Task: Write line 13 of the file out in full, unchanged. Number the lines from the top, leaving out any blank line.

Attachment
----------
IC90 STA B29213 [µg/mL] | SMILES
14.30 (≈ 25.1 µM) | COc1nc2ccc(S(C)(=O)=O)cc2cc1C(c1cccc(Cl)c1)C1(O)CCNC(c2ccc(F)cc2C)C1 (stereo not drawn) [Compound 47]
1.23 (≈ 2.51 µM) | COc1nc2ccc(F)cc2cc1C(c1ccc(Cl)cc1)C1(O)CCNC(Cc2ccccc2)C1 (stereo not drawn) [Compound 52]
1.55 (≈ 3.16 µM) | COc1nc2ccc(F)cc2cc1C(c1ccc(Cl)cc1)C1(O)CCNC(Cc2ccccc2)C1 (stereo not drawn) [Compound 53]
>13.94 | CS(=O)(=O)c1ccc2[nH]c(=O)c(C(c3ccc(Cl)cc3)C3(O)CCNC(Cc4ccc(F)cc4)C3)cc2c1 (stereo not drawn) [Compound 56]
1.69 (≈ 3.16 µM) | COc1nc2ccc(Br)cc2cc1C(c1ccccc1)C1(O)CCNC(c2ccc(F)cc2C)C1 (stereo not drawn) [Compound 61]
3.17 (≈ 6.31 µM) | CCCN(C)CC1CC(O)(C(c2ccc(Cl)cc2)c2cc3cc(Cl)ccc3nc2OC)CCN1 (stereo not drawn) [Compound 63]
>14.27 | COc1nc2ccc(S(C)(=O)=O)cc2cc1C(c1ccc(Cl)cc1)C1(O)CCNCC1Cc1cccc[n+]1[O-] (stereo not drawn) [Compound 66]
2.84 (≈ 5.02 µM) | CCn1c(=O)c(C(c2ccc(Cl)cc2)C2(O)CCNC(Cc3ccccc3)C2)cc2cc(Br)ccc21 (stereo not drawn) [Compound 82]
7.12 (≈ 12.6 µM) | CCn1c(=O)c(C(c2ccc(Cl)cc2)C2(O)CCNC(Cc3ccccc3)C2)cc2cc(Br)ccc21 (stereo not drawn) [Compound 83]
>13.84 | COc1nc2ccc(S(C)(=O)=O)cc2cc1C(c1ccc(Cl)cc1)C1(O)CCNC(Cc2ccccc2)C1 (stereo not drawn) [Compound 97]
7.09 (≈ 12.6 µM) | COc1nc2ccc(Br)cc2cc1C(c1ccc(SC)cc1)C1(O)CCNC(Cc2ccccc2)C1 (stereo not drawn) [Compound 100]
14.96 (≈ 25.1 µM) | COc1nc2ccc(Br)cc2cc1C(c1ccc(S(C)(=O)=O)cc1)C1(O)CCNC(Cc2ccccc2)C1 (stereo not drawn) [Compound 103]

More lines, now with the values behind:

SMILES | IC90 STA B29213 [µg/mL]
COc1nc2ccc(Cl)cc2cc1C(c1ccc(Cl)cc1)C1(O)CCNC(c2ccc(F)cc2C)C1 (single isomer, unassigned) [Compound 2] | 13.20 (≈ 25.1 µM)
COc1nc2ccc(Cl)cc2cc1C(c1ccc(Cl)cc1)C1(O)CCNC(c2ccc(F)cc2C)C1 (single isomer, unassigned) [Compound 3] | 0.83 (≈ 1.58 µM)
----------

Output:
14.96 (≈ 25.1 µM) | COc1nc2ccc(Br)cc2cc1C(c1ccc(S(C)(=O)=O)cc1)C1(O)CCNC(Cc2ccccc2)C1 (stereo not drawn) [Compound 103]